What, exactly, is a convection oven?
How is a convection oven different from the conventional oven you’re probably most familiar with? In a conventional oven, the dish closest to the heating element on the bottom rack cooks the fastest. But in a convection oven, a fan circulates hot air around the cavity, eliminating hot spots and helping to cook dishes evenly — on every rack. A true convection feature adds a third heating element in addition to the fan to help foods cook faster.1
But should you stick with what you might be most familiar with? Since most recipes are written for conventional ovens, people often feel more comfortable with those models because they don’t need to adjust time and temperature to account for hot air circulation and faster cook times.
So which oven will best help you whip up after-school snacks, make cookies for the bake sale or get dinner on the table between soccer practice and ballet class? Whirlpool brand can help you decide.
What are the benefits of a convection oven vs. a conventional oven?
Both convection and conventional ovens have their distinct advantages. Learn more about how they can help you care.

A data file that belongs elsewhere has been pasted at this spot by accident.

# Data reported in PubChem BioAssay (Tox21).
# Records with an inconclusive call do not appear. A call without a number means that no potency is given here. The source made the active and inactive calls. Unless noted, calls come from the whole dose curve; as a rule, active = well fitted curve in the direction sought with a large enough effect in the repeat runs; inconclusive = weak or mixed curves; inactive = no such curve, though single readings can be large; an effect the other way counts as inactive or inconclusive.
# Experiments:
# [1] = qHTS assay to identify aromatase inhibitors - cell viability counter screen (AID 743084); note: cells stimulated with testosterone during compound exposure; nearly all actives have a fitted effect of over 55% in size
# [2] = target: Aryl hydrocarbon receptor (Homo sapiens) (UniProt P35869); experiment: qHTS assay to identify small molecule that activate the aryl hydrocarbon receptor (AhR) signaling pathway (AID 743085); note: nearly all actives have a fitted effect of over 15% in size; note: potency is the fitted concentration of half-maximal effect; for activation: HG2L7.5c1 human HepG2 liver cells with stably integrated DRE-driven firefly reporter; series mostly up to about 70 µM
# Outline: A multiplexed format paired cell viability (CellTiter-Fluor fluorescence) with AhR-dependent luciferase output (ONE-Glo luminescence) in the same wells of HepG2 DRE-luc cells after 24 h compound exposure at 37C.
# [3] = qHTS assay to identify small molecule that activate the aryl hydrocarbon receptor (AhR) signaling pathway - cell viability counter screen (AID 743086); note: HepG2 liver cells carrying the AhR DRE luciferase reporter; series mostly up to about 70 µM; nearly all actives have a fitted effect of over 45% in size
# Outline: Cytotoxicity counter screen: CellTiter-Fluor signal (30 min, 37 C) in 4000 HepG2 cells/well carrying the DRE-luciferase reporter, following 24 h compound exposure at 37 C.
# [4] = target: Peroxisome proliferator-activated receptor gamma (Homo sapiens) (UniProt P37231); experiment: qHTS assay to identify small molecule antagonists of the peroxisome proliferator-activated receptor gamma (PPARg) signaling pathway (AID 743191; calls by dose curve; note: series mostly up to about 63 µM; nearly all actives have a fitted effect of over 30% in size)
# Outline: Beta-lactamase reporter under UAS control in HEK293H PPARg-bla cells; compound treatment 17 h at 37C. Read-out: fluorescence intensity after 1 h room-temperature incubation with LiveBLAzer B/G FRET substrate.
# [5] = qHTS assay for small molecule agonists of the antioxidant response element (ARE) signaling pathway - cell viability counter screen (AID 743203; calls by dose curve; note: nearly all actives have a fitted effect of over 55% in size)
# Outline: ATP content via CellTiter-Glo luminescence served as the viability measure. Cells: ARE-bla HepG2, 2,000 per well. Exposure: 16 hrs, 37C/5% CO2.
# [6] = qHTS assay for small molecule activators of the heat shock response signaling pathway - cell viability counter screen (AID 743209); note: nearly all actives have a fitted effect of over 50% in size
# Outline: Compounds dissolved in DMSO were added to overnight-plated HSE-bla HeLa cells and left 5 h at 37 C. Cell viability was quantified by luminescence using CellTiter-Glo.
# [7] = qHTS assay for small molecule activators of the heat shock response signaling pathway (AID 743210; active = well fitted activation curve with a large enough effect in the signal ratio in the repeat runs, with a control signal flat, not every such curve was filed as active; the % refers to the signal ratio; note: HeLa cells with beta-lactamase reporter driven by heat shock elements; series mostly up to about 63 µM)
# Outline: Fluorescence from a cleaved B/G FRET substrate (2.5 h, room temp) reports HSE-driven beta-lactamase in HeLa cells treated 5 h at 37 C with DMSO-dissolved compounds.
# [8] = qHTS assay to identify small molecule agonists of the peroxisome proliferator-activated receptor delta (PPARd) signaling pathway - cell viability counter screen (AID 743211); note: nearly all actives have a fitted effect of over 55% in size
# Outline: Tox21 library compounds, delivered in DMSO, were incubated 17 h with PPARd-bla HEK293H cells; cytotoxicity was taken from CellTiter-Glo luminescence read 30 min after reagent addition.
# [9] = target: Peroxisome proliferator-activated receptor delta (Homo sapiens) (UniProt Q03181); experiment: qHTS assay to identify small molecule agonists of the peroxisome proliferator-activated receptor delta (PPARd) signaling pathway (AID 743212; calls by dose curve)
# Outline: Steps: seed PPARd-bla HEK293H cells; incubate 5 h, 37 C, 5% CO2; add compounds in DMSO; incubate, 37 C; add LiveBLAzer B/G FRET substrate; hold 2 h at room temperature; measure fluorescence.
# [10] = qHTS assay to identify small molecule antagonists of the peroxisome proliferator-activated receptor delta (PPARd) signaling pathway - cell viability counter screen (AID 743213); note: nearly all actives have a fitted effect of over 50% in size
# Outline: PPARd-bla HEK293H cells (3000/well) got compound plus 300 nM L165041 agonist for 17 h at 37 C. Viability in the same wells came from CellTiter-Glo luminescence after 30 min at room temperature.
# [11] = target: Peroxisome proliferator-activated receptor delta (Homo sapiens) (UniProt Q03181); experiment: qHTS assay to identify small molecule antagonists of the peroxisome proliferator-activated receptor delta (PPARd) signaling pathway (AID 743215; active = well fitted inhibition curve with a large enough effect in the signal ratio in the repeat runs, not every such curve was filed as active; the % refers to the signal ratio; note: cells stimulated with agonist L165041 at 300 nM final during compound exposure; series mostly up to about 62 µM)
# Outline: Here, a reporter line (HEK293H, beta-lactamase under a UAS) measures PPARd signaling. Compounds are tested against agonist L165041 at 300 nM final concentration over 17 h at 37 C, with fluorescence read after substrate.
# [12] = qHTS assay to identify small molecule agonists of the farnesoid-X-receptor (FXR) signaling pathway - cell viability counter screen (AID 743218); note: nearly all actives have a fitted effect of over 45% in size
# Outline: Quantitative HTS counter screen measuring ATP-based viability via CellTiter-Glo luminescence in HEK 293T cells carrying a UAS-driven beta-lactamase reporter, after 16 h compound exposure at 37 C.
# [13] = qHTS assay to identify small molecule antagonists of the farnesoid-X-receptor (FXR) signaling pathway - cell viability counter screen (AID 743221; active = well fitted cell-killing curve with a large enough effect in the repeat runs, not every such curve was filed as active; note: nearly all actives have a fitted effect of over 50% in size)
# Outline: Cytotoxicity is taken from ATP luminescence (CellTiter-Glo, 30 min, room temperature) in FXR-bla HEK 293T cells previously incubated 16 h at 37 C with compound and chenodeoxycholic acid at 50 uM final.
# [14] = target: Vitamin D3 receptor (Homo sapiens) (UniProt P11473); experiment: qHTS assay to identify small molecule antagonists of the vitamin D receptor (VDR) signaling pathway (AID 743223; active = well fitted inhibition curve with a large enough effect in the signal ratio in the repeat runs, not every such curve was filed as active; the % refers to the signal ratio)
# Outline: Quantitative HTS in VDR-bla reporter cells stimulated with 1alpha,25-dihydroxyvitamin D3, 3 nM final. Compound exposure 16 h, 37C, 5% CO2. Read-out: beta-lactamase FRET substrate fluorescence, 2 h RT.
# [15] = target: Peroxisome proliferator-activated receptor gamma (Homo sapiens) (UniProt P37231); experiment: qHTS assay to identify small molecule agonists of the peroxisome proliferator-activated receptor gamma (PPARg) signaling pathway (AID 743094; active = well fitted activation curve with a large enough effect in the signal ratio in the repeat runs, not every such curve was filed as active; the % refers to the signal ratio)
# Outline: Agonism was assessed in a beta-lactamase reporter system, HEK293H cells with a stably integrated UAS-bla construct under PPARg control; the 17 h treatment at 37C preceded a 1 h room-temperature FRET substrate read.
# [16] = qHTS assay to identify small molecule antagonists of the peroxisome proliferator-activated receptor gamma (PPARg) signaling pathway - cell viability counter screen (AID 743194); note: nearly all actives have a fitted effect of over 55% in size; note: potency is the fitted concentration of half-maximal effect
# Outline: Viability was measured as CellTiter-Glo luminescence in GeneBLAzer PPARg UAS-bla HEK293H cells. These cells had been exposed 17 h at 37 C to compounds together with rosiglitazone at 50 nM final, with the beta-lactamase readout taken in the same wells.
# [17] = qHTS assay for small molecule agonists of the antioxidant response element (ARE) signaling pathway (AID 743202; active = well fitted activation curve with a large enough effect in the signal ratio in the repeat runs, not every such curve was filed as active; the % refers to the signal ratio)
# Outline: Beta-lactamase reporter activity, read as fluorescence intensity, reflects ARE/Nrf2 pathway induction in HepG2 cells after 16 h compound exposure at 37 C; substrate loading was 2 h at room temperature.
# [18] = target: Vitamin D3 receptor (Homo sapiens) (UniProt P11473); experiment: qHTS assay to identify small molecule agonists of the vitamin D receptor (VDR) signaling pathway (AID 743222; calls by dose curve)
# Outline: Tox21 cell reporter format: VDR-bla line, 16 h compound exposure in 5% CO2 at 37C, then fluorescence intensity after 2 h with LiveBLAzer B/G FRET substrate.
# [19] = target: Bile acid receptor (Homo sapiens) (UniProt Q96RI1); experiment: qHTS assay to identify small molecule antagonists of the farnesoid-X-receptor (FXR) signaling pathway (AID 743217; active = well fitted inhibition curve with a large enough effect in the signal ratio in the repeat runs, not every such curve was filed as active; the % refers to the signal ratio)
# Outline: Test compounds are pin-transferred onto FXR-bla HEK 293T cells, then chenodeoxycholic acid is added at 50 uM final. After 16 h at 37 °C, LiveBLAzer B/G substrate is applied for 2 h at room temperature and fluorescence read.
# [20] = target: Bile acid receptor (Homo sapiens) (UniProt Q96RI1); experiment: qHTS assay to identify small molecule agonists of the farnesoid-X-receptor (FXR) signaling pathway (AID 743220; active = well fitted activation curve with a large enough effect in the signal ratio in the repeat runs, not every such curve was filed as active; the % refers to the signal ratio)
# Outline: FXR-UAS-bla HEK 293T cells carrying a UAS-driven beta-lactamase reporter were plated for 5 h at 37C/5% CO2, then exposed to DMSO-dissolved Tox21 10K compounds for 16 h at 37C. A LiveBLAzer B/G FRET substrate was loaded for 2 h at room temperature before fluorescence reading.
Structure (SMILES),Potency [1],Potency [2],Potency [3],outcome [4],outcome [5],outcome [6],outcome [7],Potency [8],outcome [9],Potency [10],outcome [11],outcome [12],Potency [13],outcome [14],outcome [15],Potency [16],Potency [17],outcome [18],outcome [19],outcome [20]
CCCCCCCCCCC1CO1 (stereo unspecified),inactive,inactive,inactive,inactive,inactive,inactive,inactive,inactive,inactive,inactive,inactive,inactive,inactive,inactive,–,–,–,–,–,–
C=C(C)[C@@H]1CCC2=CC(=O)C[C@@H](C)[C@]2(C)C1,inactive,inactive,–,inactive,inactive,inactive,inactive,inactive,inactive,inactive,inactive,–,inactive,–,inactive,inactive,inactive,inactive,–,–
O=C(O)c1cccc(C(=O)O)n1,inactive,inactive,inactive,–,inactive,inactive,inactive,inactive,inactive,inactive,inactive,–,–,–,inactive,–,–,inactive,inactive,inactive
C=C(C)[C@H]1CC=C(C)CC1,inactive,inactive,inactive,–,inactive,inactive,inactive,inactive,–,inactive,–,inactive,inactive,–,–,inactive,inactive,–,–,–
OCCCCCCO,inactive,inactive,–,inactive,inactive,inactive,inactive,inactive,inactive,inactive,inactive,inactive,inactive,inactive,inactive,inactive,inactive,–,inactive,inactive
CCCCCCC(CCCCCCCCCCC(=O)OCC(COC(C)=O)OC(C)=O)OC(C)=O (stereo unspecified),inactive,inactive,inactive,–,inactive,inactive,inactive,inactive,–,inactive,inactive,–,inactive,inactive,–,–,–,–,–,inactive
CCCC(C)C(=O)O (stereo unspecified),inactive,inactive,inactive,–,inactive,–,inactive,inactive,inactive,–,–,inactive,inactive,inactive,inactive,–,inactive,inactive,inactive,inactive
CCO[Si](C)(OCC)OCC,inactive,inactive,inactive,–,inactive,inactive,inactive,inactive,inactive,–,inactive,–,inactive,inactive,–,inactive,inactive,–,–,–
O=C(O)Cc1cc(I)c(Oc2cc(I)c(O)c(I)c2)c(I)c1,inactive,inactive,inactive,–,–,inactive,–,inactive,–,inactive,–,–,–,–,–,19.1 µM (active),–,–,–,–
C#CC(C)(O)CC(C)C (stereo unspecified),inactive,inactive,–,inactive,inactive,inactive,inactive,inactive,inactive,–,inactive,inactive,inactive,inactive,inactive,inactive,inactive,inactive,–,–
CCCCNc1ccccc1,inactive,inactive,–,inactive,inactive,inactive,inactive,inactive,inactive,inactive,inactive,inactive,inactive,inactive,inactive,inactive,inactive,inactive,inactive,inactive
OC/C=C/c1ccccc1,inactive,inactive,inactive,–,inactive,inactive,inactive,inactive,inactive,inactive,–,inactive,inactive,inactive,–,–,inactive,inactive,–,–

The benefits of a convection oven
- More even baking
- Less rotating
- Improved browning, crisping and roasting
- Faster baking and roasting1
The benefits of a conventional oven
- More familiar functionality
- Most recipes are written for these models
Adjusting time and temperature
If you’re using a convection oven, check the recipe to see if you need to adjust the time/temperature. A good rule of thumb for fan convection is to simply subtract 25°F from the temperature listed.2 For True Convection, multiply the listed time by 0.75.2 Check your owner’s manual for exact instructions. Still, ovens can vary, so it’s always a good idea to keep an eye on what’s cooking.
Top range picks to cook the way you like to
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1. Compared to traditional thermal-bake ovens.
2. Time and temperature adjustments can vary by oven.